Shares in Origin Enterprises rebounded after the group unveiled a bigger-than-expected rise in earnings, helped by the boost takings to its Ireland and UK division from a weaker pound and an improved dairy market.
Shares in the Irish-based group stood 3.9% higher at E6.42 in morning deals in Dublin, extending their recovery from a six-month low set earlier in September.
The gains followed the release of results showing that Origin Enterprises, owner of the Agrii agronomy chain, achieved a 4.8% gain to E58.83m in underlying earnings for the year to the end of July.
The earnings, on revenues up 0.5% at E1.53bn, were equivalent to 46.6 euro cents per share, a little ahead of the guidance of a result of 44-46 cents per share.
The results were termed "solid" by Dublin-based broker Davy, which said that it was raising by 2-3% its forecasts for Origin Enterprises 2018 results, adding that the group "retains ample financial flexibility".
The earnings rise was led by 12.2% growth in operating profits at the Ireland and UK division, despite a "competitive market environment".
Takings at the Agrii chain were helped in the UK by the depreciation in sterling following the June 2016 vote to quit the European Union, which has boosted the value in local terms of farm commodities traded internationally in dollars or euros.
"Higher output prices in local currency," coupled with lower-than-expected growth in input costs, which had been forecast to surge because of the weaker pound, "supported increased agronomy services and input demand" at Agrii, Origin Enterprises said.
Input sales achieved outside the Agrii chain rose too, "as primary producers benefitted from greater certainty in raw material pricing and more favourable farm economics".
Demand for the group's feed products, meanwhile, achieved "good volume growth", helped by the revival in fortunes for dairy producers, many of whom in the UK are now receiving more than 30p per litre for milk again, following price rises by processors earlier this month.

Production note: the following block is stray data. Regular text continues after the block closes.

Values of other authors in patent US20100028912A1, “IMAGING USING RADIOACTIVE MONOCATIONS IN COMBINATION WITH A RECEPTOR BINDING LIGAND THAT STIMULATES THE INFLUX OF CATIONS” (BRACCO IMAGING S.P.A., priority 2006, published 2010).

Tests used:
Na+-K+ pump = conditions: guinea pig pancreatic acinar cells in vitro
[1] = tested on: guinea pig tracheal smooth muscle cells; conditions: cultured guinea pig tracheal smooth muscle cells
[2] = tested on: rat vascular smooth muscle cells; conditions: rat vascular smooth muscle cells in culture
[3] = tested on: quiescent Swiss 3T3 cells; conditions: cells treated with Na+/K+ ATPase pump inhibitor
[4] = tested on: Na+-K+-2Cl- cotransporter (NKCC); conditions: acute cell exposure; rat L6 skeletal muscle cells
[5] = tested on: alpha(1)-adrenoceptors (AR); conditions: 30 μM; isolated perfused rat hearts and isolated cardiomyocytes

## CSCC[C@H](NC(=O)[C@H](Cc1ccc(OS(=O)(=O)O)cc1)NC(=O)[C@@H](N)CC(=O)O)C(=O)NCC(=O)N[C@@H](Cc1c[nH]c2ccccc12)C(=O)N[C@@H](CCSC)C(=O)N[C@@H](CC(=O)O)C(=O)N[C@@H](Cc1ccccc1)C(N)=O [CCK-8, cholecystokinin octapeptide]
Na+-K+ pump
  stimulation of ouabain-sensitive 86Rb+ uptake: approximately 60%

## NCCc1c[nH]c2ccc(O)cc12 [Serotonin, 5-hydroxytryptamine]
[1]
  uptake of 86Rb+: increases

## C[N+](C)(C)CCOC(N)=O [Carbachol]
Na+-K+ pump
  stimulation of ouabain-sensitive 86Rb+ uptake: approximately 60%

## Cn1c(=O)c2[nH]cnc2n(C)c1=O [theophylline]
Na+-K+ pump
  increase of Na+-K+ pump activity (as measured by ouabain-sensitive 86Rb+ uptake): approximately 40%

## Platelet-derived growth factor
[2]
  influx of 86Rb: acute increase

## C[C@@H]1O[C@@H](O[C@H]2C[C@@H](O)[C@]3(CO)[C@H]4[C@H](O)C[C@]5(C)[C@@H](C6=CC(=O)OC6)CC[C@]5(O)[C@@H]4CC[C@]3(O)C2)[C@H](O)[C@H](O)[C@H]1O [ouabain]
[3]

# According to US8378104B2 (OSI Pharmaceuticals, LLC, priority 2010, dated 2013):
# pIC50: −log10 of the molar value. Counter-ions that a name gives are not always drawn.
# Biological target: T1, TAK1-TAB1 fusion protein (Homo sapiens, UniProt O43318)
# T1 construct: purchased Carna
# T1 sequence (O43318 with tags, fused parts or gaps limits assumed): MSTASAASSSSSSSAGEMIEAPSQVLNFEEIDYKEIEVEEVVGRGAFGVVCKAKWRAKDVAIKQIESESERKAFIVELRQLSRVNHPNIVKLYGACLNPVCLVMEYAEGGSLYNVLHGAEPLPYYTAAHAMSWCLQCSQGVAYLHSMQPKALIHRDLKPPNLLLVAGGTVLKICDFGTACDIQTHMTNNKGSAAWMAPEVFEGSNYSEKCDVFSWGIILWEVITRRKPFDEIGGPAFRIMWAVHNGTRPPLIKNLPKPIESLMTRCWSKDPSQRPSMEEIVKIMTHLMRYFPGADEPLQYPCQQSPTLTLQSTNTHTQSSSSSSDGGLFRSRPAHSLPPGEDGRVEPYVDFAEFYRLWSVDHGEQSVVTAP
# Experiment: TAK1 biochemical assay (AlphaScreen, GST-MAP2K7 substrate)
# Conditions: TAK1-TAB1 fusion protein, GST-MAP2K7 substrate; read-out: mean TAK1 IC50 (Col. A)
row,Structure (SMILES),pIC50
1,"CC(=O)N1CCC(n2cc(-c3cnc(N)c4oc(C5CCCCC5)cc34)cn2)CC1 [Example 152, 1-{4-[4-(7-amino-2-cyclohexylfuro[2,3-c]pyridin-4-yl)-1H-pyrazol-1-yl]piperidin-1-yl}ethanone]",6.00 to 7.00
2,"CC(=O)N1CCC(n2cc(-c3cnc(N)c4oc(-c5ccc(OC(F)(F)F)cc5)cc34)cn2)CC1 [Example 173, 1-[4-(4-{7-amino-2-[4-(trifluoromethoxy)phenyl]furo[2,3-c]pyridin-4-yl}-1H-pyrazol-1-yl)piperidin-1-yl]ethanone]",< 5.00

"Volume improvement largely reflects a more favourable demand backdrop," Origin Enterprises said, noting too the boost to dairy cow numbers from higher production, after the removal by the EU in 2015 of milk output quotas.
Irish milk output rose by 76,000 tonnes, or 9.5%, in the year to July, the highest increase in volume terms of any EU country, with the UK ranked fourth, with a gain of 22,000 tonnes, equivalent to 1.8%, according to European Commission data.
The "favourable year-on-year backdrop to global dairy markets" was one of the key drivers of "an improvement in farm incomes" over the group's financial year.
The group's continental European division achieved a 10.3% rise in underlying operating profits, to E16.2m, helped by a "more favourable financing environment" for farmers in Ukraine, where some economic recovery has prompted some easing in credit conditions.
Romanian operations "delivered a strong performance", backed by growth in sowings of major crops, while the result in Poland was termed "solid" in the face of "largely subdued" demand for inputs and services, thanks to a delayed spring sowing season.
Origin Enterprises added that it was anticipating a "stable operating environment for primary producers" in its new financial year, as began last month.
However, "farm sentiment is expected to remain cautious reflecting general volatility in output markets".
By Mike Verdin